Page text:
6. While for me it was not having a baby, I surely had an idol in my life. It is so hard to surrender an idol and I am so grateful for the way in which God brought me to the point of doing so. Jeanne, you have so beautifully shared on a hard subject with a gentleness sure to bless many.


    1. Joanne, discovering we’ve been clinging to an idol can be so humbling. And surrendering it can be so hard. I’m glad God showed you what you were holding onto and helped you work through that. Thank you for sharing here. 🙂


  7. Thanks for sharing this, Jeanne! It’s so easy for even good things to become idols and this is a helpful reminder to guard against that. Success in music was definitely an idol for me for a while but I’m glad God took it away to show me that there are more important things while it is still something I can enjoy in its rightful place.

    Liked by 1 person

    1. Lesley, you’re right. Good things can become idols. It’s ironic how, a gift God gives us to honor Him, can become an idol. Been there. Done that one too, friend. And you’re right, God has ways of showing us what’s really important in our lives. I like how you’ve come to the place of being able to enjoy music in its rightful place. Thank you for your words.

      Liked by 1 person

  8. I can imagine your tears Jeanne. It is hard to give up that dream and fully trust that God’s plan is the best! But what joy He also brought you later–a story of His faithfulness. Currently I am hosting No Other God’s (Kelly Minter) bible study on idols and this week she helped us identify our idols. For me, He points toward my want of career and money. I’m still wrestling with it I must admit! 🙂 But trust He is refining me for my best and His best.

    Liked by 1 person

    1. Lynn, you’re so right. It is hard to give up that dream and fully trust God. I think sometimes the first step to a deeper, more authentic relationship with God comes in identifying and relinquishing those idols we’ve held onto. That Bible study sounds like a really good one. Thank you for sharing what you’re struggling with. I’m praying for you today. I appreciate you, friend!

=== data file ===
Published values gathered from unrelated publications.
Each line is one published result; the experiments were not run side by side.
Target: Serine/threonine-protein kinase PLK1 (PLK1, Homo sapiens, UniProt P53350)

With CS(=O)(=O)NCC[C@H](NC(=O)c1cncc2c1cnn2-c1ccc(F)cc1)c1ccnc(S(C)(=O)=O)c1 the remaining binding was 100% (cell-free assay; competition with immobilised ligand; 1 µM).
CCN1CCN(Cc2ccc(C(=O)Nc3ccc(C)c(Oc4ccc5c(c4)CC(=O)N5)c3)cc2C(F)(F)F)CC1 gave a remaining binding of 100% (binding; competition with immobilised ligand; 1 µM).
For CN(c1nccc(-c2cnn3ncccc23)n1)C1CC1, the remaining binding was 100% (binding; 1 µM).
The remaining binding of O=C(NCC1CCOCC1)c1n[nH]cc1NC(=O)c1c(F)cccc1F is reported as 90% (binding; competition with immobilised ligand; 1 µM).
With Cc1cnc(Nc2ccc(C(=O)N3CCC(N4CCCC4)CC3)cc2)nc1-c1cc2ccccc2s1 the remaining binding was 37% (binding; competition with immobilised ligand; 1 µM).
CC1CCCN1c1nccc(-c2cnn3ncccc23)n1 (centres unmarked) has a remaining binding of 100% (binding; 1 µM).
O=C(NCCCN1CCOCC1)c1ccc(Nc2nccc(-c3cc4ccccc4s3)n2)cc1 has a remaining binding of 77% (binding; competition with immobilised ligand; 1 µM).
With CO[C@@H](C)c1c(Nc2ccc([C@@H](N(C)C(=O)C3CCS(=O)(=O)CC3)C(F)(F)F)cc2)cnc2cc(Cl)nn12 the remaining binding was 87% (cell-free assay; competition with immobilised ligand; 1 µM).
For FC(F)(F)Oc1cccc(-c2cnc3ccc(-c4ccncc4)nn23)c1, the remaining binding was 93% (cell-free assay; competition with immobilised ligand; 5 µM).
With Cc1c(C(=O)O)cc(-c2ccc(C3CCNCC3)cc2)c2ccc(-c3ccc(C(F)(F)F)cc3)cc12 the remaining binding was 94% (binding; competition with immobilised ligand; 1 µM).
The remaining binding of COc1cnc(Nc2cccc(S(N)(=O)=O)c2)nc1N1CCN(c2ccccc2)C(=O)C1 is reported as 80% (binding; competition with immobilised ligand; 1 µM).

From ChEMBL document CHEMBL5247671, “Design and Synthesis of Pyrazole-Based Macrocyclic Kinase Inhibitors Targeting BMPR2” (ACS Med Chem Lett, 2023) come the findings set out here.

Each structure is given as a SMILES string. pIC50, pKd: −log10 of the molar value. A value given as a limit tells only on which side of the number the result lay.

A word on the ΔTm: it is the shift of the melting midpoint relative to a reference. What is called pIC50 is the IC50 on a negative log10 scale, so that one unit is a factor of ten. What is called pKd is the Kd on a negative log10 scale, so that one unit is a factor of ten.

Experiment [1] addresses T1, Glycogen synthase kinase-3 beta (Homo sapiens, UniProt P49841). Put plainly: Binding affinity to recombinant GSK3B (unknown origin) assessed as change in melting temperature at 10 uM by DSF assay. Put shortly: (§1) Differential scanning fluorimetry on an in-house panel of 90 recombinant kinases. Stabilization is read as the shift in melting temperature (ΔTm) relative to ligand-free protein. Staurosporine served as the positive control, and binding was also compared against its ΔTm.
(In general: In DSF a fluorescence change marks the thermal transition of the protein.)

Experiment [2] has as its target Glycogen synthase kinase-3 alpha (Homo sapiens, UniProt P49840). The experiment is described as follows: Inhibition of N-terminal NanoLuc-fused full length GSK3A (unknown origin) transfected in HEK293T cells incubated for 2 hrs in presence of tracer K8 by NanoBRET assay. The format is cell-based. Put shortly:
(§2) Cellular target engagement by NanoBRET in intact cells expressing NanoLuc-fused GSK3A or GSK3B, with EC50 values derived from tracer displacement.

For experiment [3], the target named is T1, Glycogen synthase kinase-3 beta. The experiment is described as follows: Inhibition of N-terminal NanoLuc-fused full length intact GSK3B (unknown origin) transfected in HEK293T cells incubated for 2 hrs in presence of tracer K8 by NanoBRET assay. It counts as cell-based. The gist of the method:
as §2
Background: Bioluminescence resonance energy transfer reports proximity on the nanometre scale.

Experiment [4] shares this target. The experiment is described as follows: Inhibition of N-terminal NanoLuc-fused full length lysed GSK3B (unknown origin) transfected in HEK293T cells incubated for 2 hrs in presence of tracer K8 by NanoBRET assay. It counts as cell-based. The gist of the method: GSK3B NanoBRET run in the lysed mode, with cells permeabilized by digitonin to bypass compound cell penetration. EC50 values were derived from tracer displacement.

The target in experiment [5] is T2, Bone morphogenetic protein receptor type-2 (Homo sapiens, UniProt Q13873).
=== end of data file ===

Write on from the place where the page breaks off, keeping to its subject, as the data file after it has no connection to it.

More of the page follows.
Liked by 1 person

  9. thanks for this reminder that our idols come in all kinds of disguises. i wish i had known the truths of your wisdom many many years ago.

    it would have saved me some heartache and a whole lotta time.

    bless you, friend …


  10. Wow, Jeanne! Such powerful truths. Thank you so much for sharing your story. It can’t be easy. I’m sorry for your pain, but I rejoice that God taught you important lessons that you can now share with us. This reminds me of Lois’ book. One of the truths that impacted me was how obsession of a dream can lead to idolatry and put Christ on a back burner. Thank you for all this encouragement to put Christ and His plan first in our lives. Love and blessings!

    Liked by 1 person

    1. Thank you, Trudy. This was a number of years ago, so I guess it’s easier to share now. And you know how God is, He brings beauty from the pain…sooner or later. We have to be so intentional to keep Jesus first in our thoughts and hearts, don’t we? I always appreciate your words, Trudy!


  11. I can’t imagine how hard it was to go through your journey of infertility. I wouldn’t have thought that focusing on wanting a child could become an idol. I see now that anything can become an idol if it pulls us away from our relationship with God. I am thankful God brought you two sons to complete your family. He does hear the cries of our hearts.

    Liked by 1 person

    1. Mary, I suspect we all have our journeys into the hard places. When we’re willing, God teaches us surprising things in those places, and He brings us out on the other side knowing Him better. I’m thankful God gave us two sons, too. They’re pretty special young men. 🙂